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FI-A Conference - People, Practice & Possibilities


4 March 2002 at 12:03 pm
Staff Reporter
National and international fundraisers turned their eyes to Queensland last week for the Fundraising Institute - Australia’s Annual Conference with the theme of People, Practice and Possibilities.

Staff Reporter | 4 March 2002 at 12:03 pm


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FI-A Conference - People, Practice & Possibilities
4 March 2002 at 12:03 pm

National and international fundraisers turned their eyes to Queensland last week for the Fundraising Institute – Australia’s Annual Conference with the theme of People, Practice and Possibilities.

An impressive turn out of 430 participants heard experts discuss the future directions of fundraising. The Syd Herron Oration was delivered at the Conference opening by community activist and lawyer Rhonda Galbally AO.

Galbally told the conference that Australians celebrate too much that we are a giving nation when in fact Australians don’t give enough.

She said Australians are great at volunteering but poor on giving money.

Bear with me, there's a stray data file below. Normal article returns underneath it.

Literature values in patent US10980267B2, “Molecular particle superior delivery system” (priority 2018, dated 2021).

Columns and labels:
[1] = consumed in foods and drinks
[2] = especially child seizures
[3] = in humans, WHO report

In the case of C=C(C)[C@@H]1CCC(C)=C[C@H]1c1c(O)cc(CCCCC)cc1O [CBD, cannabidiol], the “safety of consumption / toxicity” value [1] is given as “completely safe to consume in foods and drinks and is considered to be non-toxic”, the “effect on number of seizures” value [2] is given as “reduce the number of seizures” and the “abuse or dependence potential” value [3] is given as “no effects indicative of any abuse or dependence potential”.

Galbally said there should be new sources of philanthropy and socially responsible corporate giving in Australia.

She said 95% of the $20 Billion available each year comes from government.

Galbally called on the Third Sector to remove competition and to create a learning network where fundraisers share successes and failures.

She said the role of the Fundraising Institute should be to create an environment where experiments and risks are possible and supported and most important where learning from mistakes as well as successes are respected and supplied. Rhonda Galbally is currently the CEO of Our Community.

Dennis O’Reilly who is responsible for fundraising at the Royal Institute of Deaf and Blind Children in Sydney has had 30 years experience in the field.

O’Reilly agrees with Rhonda Galbally that fundraisers need to be more professional.

O’Reilly says the future of fundraising must see organisations take up the important tools of mainstream marketing such as brand development, getting involved in more research to know existing supporters and developing what the corporate sector calls Customer Relations Marketing.

He predicted that the problems for smaller community groups will get worse while the greater part of the fundraising dollar will go to the national and international organisations that are more visible with significant economies of scale.

He said the challenge for the smaller groups is to find the solution to stay on track.

The Conference proved a forum for some wide-ranging discussion. If there is a topic from the meeting that you would like to raise why not post it on our Forum.



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